intense romantic love. Journal of Neurophysiology, 93, 327–337. happiness to global happiness. Journal of Marriage & the Family, 43,
Aron, A., & Henkemeyer, L. (1995). Marital satisfaction and passionate 161–168.
love. Journal of Social and Personal Relationships, 12, 139 –146. Grote, N. K., & Frieze, I. H. (1994). The measurement of friendship-based
Aron, A., Norman, C. C., Aron, E. N., McKenna, C., & Heyman, R. (2000). love in intimate relationships. Personal Relationships, 1, 275–300.
Couples’ shared participation in novel and arousing activities and experi- Hatfield (Walster), E., & Walster, G. (1978). A new look at love. Langham,
enced relationship quality. Journal of Personality and Social Psychol- MD: University Press of America.
ogy, 78, 273–283. Hatfield, E., & Rapson, R. L. (1993). Historical and cross-cultural perspec-
Bataille, G. (1962). Eroticism (M. Dalwood, Trans.). London: Calder. tives on passionate love and sexual desire. Annual Review of Sex
Baumeister, R. F., & Bratslavsky, E. (1999). Passion, intimacy, and time: Research, 4, 67–98.
Passionate love as a function of change in intimacy. Personality and Hatfield, E., & Sprecher, S. (1986). Measuring passionate love in intimate
Social Psychology Review, 3, 49 – 67. relationships. Journal of Adolescence, 6, 383– 410.

Hatfield, E., Traupmann, J., & Sprecher, S. (1984). Older women’s per- Rusbult, C. E. (1983). A longitudinal test of the investment model: The
ceptions of their intimate relationships. Journal of Social and Clinical development (and deterioration) of satisfaction and commitment in
Psychology, 2, 108 –124. heterosexual involvement. Journal of Personality and Social Psychol-
Hendrick, C., & Hendrick, S. S. (1986). A theory and method of love. ogy, 45, 101–117.
Journal of Personality and Social Psychology, 50, 392– 402. Rusbult, C. E., Van Lange, P. A. M., Wildschut, T., Yovetich, N. A., &
Hendrick, S. S. (1988). A generic measure of relationship satisfaction. Verette, J. (2000). Perceived superiority in close relationships: Why it
Journal of Marriage and the Family, 50, 93–98. exists and persists. Journal of Personality and Social Psychology, 79,
Hendrick, S. S., & Hendrick, C. (1992). Romantic love. Newbury Park, 521–545.
CA: Sage. Simpson, J. A., B. Campbell, B., & Berscheid, E. (1986). The association
Huston, T. L., Houts, R. M., Caughlin, J. P., Smith, S. E., & George, L. J. between romantic love and marriage: Kephart (1967). Twice revisited.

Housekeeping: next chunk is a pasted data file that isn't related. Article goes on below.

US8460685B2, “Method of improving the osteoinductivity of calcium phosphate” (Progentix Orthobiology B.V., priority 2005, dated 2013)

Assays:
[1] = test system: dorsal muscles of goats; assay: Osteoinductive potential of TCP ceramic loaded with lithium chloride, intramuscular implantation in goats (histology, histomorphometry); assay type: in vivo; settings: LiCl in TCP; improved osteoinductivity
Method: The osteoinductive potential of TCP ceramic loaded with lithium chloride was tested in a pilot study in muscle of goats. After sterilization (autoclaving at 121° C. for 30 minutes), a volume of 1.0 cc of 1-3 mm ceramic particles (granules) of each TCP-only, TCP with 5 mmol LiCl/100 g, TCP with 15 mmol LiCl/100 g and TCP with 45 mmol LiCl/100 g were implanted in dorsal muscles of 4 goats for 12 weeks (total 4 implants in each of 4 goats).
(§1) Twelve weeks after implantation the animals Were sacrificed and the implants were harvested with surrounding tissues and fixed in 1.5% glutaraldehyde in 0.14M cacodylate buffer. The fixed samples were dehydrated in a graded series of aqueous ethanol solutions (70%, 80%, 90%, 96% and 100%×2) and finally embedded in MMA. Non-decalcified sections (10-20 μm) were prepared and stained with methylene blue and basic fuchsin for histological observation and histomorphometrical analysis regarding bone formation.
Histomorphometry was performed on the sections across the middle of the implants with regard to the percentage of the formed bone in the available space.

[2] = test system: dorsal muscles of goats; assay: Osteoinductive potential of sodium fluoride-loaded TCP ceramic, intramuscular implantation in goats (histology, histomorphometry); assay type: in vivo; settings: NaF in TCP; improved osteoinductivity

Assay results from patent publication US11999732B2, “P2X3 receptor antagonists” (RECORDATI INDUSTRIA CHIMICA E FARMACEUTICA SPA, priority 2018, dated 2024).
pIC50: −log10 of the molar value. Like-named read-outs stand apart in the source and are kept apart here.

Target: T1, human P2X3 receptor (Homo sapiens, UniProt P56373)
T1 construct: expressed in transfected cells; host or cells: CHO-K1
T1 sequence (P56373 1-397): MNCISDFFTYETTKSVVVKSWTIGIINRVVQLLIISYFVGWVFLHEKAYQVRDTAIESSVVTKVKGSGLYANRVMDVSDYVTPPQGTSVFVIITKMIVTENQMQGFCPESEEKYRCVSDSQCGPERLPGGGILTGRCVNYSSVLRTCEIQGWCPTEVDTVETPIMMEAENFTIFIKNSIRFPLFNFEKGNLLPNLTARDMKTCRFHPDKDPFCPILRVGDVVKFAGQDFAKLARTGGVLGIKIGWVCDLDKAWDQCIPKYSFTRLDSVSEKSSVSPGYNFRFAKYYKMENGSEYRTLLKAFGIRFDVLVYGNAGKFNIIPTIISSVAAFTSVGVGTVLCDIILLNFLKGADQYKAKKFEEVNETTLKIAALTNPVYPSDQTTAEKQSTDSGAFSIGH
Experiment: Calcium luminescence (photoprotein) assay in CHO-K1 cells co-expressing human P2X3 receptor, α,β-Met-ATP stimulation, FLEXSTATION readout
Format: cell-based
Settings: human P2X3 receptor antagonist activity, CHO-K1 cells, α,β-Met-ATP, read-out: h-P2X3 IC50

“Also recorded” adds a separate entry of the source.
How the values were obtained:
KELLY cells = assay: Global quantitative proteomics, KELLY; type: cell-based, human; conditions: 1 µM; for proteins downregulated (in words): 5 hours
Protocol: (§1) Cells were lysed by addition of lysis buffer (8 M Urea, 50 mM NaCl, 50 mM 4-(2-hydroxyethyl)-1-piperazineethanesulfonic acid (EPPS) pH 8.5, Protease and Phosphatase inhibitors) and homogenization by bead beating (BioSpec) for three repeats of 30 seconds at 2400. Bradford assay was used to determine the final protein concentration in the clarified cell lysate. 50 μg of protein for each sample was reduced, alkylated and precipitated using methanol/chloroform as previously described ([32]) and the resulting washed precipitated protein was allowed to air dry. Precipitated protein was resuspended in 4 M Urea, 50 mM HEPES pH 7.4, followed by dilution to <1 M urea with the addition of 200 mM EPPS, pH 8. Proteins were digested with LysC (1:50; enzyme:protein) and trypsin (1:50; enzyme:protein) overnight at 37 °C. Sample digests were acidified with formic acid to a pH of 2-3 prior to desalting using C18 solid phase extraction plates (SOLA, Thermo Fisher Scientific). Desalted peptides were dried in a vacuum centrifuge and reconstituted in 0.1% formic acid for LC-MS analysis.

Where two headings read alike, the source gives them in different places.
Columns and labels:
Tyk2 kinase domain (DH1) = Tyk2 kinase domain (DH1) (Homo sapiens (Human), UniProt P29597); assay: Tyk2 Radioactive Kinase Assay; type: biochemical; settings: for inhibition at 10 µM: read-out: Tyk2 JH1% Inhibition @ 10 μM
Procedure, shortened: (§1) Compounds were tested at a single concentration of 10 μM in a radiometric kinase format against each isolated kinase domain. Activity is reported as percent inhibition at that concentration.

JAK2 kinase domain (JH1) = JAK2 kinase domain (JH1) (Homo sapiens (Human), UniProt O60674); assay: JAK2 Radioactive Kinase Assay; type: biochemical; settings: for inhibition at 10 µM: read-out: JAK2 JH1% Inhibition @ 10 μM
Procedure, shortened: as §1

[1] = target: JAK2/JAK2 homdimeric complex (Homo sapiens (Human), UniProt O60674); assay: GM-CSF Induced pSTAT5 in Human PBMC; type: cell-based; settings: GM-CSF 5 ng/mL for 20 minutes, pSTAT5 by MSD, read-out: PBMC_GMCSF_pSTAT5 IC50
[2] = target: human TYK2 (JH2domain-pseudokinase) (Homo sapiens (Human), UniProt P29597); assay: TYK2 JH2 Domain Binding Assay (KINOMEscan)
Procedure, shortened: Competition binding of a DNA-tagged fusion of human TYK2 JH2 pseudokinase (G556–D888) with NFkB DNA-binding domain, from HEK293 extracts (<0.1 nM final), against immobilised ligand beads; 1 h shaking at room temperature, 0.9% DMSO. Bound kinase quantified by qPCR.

(2001). The connubial crucible: Newlywed years as predictors of marital Personality and Social Psychology Bulletin, 12, 363–372.
delight, distress, and divorce. Journal of Personality and Social Psy- Spanier, G. B. (1976). Measuring dyadic adjustment: New scales for
chology, 80, 237–252. assessing the quality of marriage and similar dyads. Journal of Marriage
Kim, J., & Hatfield, E. (2004). Love types and subjective well-being: A and the Family, 32, 15–28.
cross cultural study. Social Behavior and Personality, 32, 173–182. Sternberg, R. J. (1986). A triangular theory of love. Psychological Re-
Laswell, T. E., & Laswell, M. E. (1976). I love you but I’m not in love with view, 93, 119 –135.
you. Journal of Marriage and Family Counseling, 38, 211–224. Sternberg, R. J. (1997). Construct validation of a triangular love scale.
Lee, J. A. (1977). A typology of styles of loving. Personality and Social European Journal of Social Psychology, 27, 313–335.
Psychology Bulletin, 3, 173–182. Tennov, D. (1979). Love and limerence: The experience of being in love.
Lund, M. (1985). The development of investment and commitment scales New York: Stein & Day.
for predicting continuity of personal relationships. Journal of Social and Traupmann, J., Eckels, E., & Hatfield, E. Intimacy in older women’s lives.
Personal Relationships, 2, 3–23. The Gerontologist, 22, 493– 498, 1982.
Masuda, M. (2003). Meta-analyses of love scales: Do various love scales Treboux, D., Crowell, J. A., Waters, E. (2004). When the “new” meets
measure the same psychological constructs? Japanese Psychological “old”: Configurations of adult attachment representations and their im-
Research, 45, 25–37. plications for marital functioning. Developmental Psychology, 40, 295–
Mitchell, S. A. (2002). Can love last? New York: Norton. 314.
Montgomery, M. J., & Sorell, G. T. (1997). Differences in love attributes Tucker, P., & Aron, A. (1993). Passionate love and marital satisfaction at
across family life stages. Family Relations, 46, 55– 61. key transition points in the family cycle. Journal of Social and Clinical
Meyers, S. A., & Berscheid, E. (1997). The language of love: The differ- Psychology, 12, 135–147.
ence a preposition makes. Personality and Social Psychology Bulle- Weiss, R. L. (1980). Strategic behavioral marital therapy: Toward a model
tin, 23, 347–362. for assessment and intervention, Vol. 1. In J. P. Vincent (Ed.), Advances
Reik, T. (1944). A psychologist looks at love. New York: Farrar & Rein- in family intervention, assessment and theory (pp. 229 –271). Green-
hart. wich, CT: JAI Press.
Riehl-Emde, A., Thomas, V., & Willi, J. (2003). Love: An important
dimension in marital research and therapy. Family Process, 42, 253–
267. Received April 16, 2008
Rubin, Z. (1970). Measurement of romantic love. Journal of Personality Revision received September 16, 2008
and Social Psychology, 16, 265–273. Accepted September 9, 2008 䡲